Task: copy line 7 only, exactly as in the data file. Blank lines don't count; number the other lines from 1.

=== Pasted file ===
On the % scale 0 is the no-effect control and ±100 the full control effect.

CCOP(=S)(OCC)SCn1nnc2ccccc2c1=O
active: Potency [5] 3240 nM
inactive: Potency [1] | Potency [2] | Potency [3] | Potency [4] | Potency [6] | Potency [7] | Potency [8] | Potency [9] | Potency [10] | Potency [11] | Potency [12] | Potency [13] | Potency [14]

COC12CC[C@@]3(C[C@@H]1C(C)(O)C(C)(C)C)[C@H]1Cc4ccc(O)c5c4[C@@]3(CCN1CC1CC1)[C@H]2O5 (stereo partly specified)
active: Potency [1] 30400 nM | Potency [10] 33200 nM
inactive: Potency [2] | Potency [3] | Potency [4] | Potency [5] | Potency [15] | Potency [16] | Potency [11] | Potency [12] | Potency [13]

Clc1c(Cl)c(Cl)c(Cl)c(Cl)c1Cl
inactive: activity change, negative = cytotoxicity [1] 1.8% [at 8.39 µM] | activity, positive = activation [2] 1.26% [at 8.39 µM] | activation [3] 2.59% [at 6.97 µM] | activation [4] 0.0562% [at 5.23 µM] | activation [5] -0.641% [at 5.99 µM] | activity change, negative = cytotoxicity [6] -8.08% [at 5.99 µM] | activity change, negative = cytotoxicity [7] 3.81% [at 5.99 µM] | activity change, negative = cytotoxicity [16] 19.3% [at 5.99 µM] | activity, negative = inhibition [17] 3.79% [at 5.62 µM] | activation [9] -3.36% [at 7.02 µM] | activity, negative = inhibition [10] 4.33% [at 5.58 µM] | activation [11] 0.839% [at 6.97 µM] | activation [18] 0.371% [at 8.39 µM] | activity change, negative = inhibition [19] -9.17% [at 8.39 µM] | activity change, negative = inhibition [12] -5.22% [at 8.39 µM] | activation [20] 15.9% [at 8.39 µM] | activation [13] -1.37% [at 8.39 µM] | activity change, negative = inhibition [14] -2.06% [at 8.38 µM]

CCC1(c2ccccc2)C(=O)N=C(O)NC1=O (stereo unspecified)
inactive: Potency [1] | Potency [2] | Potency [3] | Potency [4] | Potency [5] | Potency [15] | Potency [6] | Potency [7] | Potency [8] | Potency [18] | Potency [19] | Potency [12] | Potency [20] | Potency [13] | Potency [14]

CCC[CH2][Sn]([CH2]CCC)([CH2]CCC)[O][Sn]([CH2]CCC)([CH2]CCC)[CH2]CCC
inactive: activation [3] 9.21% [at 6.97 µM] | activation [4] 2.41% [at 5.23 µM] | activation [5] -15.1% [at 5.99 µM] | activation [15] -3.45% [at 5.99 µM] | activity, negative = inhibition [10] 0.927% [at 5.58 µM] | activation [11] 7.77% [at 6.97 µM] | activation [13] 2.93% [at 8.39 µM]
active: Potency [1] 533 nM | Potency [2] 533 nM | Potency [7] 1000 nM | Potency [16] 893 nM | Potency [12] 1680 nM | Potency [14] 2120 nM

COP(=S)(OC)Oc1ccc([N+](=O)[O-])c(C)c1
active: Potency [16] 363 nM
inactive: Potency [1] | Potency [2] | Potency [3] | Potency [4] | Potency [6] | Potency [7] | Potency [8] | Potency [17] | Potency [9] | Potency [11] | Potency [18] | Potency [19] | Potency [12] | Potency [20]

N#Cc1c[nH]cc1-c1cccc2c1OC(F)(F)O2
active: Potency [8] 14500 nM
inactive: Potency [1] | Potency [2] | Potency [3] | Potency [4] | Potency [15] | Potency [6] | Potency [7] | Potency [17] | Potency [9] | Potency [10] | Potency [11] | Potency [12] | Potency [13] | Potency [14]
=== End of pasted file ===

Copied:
inactive: Potency [2] | Potency [3] | Potency [4] | Potency [5] | Potency [15] | Potency [16] | Potency [11] | Potency [12] | Potency [13]